CoBank: Supply chains arguably in most dire condition

Businesses and industries wrestle with perhaps the worst supply chain bottlenecks to date.


National Hog Farmer

Oct 12, 2021


The U.S. economy is on a strong growth path and cash-rich consumers are spending robustly on both services and goods. Roughly 80% of the U.S. adult population has now received at least one vaccination shot, leading to renewed participation in many public activities. But while the U.S. economy is running hot, it is still very much in the grips of the pandemic. Its negative influence, however, has steadily shifted from curtailing demand to derailing supply chains.


According to a new Quarterly report from CoBank’s Knowledge Exchange, supply chains are arguably in the most dire condition since the start of the pandemic, as lead times for manufacturing inputs recently reached record highs. Persistent supply chain disruptions and labor shortages are adding significant costs to business operations, and consumers will feel these effects through higher prices for months to come.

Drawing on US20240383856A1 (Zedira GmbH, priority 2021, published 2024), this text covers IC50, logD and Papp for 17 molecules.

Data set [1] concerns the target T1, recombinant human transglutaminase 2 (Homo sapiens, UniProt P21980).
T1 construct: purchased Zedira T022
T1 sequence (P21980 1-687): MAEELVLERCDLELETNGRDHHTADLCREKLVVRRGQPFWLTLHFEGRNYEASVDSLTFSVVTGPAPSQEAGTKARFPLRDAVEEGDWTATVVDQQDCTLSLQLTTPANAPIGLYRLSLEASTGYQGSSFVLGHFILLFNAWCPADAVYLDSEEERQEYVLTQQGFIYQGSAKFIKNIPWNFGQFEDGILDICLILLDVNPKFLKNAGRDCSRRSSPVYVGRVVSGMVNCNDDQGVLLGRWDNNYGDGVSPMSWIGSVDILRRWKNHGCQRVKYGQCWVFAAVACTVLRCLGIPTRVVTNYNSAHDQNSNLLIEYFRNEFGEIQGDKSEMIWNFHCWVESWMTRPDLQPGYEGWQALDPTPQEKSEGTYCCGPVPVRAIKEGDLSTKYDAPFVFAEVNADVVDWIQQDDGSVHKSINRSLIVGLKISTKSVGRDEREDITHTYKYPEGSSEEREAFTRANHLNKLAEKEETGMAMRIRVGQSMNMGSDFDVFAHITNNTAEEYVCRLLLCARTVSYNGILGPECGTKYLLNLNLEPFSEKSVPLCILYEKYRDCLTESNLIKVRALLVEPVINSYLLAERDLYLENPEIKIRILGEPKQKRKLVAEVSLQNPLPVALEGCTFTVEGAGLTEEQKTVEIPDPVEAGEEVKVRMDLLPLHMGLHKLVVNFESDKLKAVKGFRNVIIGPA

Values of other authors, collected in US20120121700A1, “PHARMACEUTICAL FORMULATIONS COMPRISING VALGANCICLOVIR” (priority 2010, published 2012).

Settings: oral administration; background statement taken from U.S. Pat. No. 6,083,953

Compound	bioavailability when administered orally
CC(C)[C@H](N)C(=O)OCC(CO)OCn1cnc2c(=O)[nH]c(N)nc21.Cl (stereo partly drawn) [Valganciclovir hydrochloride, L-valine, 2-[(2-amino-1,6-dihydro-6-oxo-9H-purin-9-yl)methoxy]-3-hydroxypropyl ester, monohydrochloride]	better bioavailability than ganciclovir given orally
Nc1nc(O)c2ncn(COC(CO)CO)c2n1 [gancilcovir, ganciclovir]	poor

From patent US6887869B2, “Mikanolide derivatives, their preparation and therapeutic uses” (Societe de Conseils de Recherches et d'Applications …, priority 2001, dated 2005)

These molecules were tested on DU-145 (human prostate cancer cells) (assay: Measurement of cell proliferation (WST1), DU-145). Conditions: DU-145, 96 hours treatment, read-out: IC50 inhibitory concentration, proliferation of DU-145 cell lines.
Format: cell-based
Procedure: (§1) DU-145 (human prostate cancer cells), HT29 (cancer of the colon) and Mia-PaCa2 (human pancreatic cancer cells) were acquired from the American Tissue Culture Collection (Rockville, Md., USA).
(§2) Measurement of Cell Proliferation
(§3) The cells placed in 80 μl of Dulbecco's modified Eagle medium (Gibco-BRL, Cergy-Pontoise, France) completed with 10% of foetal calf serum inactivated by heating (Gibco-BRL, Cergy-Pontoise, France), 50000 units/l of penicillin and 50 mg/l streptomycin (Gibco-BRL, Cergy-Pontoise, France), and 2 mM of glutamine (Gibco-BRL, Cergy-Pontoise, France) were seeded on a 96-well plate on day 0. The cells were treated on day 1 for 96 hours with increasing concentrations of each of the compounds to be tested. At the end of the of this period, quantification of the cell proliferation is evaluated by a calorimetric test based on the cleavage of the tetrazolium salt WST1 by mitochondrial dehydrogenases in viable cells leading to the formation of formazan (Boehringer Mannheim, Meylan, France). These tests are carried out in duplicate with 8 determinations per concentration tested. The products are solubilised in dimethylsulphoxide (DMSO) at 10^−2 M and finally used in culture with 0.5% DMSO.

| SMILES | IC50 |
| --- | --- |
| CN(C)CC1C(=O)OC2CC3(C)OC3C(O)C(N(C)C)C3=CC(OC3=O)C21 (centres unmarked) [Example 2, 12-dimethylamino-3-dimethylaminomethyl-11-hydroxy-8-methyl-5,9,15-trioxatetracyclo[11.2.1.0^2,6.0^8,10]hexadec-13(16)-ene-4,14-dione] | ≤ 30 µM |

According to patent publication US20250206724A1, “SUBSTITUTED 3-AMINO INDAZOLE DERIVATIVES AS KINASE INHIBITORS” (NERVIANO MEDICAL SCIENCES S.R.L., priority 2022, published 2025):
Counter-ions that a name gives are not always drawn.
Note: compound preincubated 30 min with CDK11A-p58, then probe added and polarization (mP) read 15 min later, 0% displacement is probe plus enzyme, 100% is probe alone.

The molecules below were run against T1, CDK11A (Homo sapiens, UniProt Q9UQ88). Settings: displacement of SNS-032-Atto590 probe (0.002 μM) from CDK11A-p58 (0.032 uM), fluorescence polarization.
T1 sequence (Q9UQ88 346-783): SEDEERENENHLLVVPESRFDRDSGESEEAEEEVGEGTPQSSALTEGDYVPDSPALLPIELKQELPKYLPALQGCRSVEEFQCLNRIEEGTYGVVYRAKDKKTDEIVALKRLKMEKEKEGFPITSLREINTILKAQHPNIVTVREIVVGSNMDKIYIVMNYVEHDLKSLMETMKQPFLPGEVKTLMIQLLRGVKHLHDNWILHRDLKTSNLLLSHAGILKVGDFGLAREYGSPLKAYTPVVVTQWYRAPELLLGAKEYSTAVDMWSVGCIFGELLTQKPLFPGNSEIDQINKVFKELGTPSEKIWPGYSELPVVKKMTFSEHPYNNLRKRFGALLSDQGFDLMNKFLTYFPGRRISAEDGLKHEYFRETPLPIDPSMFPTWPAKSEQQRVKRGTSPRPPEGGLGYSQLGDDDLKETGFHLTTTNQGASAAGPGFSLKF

“Supply chain snarls are likely to persist well into 2022, and so will elevated inflation,” said Dan Kowalski, vice president of CoBank’s Knowledge Exchange division. “The latest producer price index data for August was up 20% year-over-year, while the consumer price index increased just 5.2%. So, it’s clear that many businesses are passing only a small portion of those cost increases on to the final consumer. We expect that will change in the months ahead and many businesses will raise prices.”


Rapidly rising input costs and product shortages are hitting agriculture particularly hard, as ag commodity prices have flattened and inflation compresses margins. However, robust exports have kept much of agriculture in the black. The USDA currently projects that China will import $39 billion of U.S. ag products in 2022, up from an estimated $37 billion in 2021. While that forecast looks promising, success will be much more dependent on prices remaining high as volume is likely to fall.


Grains, farm supply & biofuels ...


Animal protein & dairy ...


Power, water & communications ...


more, including link to CoBank full report